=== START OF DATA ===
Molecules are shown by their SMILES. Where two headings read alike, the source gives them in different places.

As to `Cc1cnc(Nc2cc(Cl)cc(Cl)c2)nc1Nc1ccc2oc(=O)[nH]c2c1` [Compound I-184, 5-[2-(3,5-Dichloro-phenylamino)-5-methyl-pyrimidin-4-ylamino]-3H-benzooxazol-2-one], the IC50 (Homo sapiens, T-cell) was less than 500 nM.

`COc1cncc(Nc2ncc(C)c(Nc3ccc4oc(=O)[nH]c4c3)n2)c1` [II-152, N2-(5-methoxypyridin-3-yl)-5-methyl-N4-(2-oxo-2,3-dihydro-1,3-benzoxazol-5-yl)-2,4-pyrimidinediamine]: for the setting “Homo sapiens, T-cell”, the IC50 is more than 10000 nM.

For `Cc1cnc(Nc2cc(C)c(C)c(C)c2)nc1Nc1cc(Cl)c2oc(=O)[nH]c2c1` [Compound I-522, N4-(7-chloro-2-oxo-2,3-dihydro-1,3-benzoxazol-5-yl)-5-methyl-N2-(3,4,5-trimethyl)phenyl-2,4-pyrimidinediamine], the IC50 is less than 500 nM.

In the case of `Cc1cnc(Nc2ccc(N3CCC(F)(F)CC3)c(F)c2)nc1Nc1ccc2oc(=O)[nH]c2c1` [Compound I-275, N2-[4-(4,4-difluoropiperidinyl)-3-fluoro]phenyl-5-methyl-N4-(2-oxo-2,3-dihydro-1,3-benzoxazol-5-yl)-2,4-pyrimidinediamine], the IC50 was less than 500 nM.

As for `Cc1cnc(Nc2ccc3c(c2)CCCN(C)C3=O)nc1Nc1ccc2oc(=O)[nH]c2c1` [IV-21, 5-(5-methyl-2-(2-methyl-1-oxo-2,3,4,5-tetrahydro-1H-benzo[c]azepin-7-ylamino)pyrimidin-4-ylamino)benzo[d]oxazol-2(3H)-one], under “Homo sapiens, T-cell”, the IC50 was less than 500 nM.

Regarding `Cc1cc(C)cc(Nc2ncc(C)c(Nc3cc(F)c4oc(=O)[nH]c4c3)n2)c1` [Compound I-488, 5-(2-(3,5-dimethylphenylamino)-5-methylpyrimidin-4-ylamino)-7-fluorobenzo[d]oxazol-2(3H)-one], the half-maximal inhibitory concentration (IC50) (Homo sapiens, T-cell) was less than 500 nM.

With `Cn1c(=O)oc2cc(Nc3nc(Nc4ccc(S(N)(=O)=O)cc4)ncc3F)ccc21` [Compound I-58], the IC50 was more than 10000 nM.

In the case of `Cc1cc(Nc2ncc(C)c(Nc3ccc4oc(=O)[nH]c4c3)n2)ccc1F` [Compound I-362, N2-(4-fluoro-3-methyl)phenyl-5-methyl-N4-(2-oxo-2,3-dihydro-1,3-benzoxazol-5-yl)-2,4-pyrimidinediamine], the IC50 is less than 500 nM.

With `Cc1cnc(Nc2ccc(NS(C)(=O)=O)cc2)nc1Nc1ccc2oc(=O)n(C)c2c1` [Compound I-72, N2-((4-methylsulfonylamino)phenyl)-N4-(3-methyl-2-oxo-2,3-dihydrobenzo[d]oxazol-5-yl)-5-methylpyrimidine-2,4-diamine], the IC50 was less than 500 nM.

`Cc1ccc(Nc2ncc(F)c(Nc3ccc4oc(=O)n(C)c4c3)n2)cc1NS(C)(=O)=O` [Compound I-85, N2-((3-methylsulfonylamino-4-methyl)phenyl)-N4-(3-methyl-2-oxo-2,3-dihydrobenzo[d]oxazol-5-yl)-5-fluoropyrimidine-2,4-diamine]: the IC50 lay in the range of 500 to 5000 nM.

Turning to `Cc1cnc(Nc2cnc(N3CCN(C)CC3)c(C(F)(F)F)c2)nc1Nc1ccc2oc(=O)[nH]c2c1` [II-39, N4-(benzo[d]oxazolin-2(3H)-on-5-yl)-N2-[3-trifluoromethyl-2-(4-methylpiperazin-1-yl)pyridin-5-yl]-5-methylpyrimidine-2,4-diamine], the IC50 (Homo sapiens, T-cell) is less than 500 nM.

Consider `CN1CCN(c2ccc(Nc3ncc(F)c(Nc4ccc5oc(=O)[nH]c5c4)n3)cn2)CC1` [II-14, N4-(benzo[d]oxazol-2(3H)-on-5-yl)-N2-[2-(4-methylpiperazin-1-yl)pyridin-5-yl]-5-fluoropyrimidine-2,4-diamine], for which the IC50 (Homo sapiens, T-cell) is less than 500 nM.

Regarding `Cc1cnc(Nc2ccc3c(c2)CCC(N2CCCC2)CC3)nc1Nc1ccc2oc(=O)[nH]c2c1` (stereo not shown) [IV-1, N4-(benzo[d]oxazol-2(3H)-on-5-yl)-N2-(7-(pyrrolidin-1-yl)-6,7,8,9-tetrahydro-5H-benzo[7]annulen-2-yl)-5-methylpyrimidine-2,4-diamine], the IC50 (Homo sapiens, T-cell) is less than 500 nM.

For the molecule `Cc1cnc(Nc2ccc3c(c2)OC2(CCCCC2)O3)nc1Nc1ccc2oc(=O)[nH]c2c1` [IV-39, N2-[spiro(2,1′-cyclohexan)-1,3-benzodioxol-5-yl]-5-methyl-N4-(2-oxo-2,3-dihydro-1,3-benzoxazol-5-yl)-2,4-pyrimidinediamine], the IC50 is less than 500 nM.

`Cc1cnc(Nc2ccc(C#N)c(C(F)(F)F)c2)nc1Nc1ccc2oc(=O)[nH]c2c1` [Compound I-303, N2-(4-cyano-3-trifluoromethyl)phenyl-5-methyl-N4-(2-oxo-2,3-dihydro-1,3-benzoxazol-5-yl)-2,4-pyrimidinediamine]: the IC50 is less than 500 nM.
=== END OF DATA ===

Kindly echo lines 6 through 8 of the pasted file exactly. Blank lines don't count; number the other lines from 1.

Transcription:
As for `Cc1cnc(Nc2ccc3c(c2)CCCN(C)C3=O)nc1Nc1ccc2oc(=O)[nH]c2c1` [IV-21, 5-(5-methyl-2-(2-methyl-1-oxo-2,3,4,5-tetrahydro-1H-benzo[c]azepin-7-ylamino)pyrimidin-4-ylamino)benzo[d]oxazol-2(3H)-one], under “Homo sapiens, T-cell”, the IC50 was less than 500 nM.

Regarding `Cc1cc(C)cc(Nc2ncc(C)c(Nc3cc(F)c4oc(=O)[nH]c4c3)n2)c1` [Compound I-488, 5-(2-(3,5-dimethylphenylamino)-5-methylpyrimidin-4-ylamino)-7-fluorobenzo[d]oxazol-2(3H)-one], the half-maximal inhibitory concentration (IC50) (Homo sapiens, T-cell) was less than 500 nM.

With `Cn1c(=O)oc2cc(Nc3nc(Nc4ccc(S(N)(=O)=O)cc4)ncc3F)ccc21` [Compound I-58], the IC50 was more than 10000 nM.